4. I need some guidance... I'm going to tell you about myself and this may be long because I am complex (who isn't). I am a 39 yr old (40 in late May) mother & grandmother. I became addicted to cigarettes at age 12 so 27 years ago (geez). I am a chain smoker, I smoke 3 packs easily a day. I do not work outside of my home for several reasons however the main reason is I'm disabled from being ran over by a car which years later resulted in having Avascular Necrosis. I am also raising my only grandchild Ali who is 2 and a half years old. She is my everything. As for my personality... I am a very caring, empathetic, compassionate, honest, straightforward, blunt, set in my ways, stubborn and persistent, perfectionist. With that being said... Failure is my biggest fear and not an option with anything I do. On paper that's sounds like a good thing when it comes to making a decision and sticking to it. However, any perfectionist will tell you that we will actually subconsciously plan and plan for the PERFECT way to achieve our goal (to perfection) that it turns into procrastination. And while we are planning we start beating ourselves up for not completing our goals and failing which leads to the feeling of not being good enough, a failure... Then depression. I (and most perfectionists) do fantastic under pressure and deadlines that are set by others but struggle under deadlines set by ourselves... Examples... I knew that I needed to step in and get custody of my granddaughter Ali. So after filing for permanent custody there were set court dates that I KNEW I had to be prepared for. I studied the laws and for each and every court date I was meticulously prepared and in just 6 months I was granted FULL PERMANENT custody without ever hiring an attorney! However, on the other hand, I am an EXTREME couponer and have decided to reorganize my coupon filing system... Which has lead to weeks of countless hours of me researching which file guides, boxes and folders are going to work best. Yes, I have spent WEEKS (I believe a month already) researching FILE FOLDERS! So as for quitting smoking I KNOW I Will be successful however my brain tells me ONLY if I do it the RIGHT way. Ugh! Which I know consciously there is no RIGHT way. I "feel" as though I need to research and research the absolute BEST WAY to quit however I know that will lead to everyday ALL DAY research for months! I have always told my kids that I would quit when I was 40 "I promise"... And I only use those words when I can guarantee it! I want to quit for all of the same reasons that everyone else has money, health blah blah blah, I, like most, have seen friends and family suffer serious health problems due to their smoking and don't want to follow suit... But the forefront reason for me is... I am starting over as though I'm in my 20s again raising a child. I was one year shy of an empty nester... I already have joint and bone disabilities and I NEED to stay as healthy as I can for Ali, she needs me! I don't want this beautiful girl to go to school stinking either. Plus I NEED to live as long as possible because we are sortof 15 years late with life, meaning, when she graduates I'll be in my mid-late fifties not early 40s, my great grandchildren will actually also be my grandchildren! I want to see ALI'S children grow up too! Oh real quick side note... When Ali was born I stopped smoking in my house so I significantly cut down to under a pack/day without issue so I KNOW I don't need to smoke as much as I do... However I'm back to in my house one cig after another 20/hrs a day. So back to my smoking and my questions... I listened to Jason Vale's app and the Freedom techniques and it sounds motivating. With my personality should I set a date? Or just do it? Should I finish the pack? Or keep it? See having an opened pack makes me think "unfinished" but having absolutely no cigs in the house would make me feel like a forced jail and misery so I would go buy some. Maybe finish a pack but have an unopened pack? Should i cut down first? Perhaps start with smoking outside again? I'm a busy body and cannot just sit and do nothing so maybe force myself into if I'm having a cig it must be nothing else like the phone, tv, etc? I also have a girl who works for me who smokes... How to handle that? Ali goes to my mother's once a week overnight, should I quit when she's gone and life is calmer? Or when she is here so I am busier? Though this took me over an hour to type and proofread I have found it therapeutic and I may actually be coming up with ideas but I sure need advice. Thank you ALL so much!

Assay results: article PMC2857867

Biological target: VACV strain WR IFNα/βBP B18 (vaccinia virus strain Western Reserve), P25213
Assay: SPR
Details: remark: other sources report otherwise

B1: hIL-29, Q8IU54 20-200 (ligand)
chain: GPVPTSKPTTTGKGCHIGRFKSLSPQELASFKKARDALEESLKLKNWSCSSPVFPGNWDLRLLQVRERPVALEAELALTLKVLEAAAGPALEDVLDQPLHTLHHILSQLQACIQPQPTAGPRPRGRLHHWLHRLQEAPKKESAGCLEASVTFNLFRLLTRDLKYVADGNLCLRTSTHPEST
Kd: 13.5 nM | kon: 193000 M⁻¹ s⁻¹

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QuitTrain®, a quit smoking support community, was created by former smokers who have a deep desire to help people quit smoking and to help keep those quits intact.  This place should be a safe haven to escape the daily grind and focus on protecting our quits.  We don't believe that there is a "one size fits all" approach when it comes to quitting smoking.  Each of us has our own unique set of circumstances which contributes to how we go about quitting and more importantly, how we keep our quits.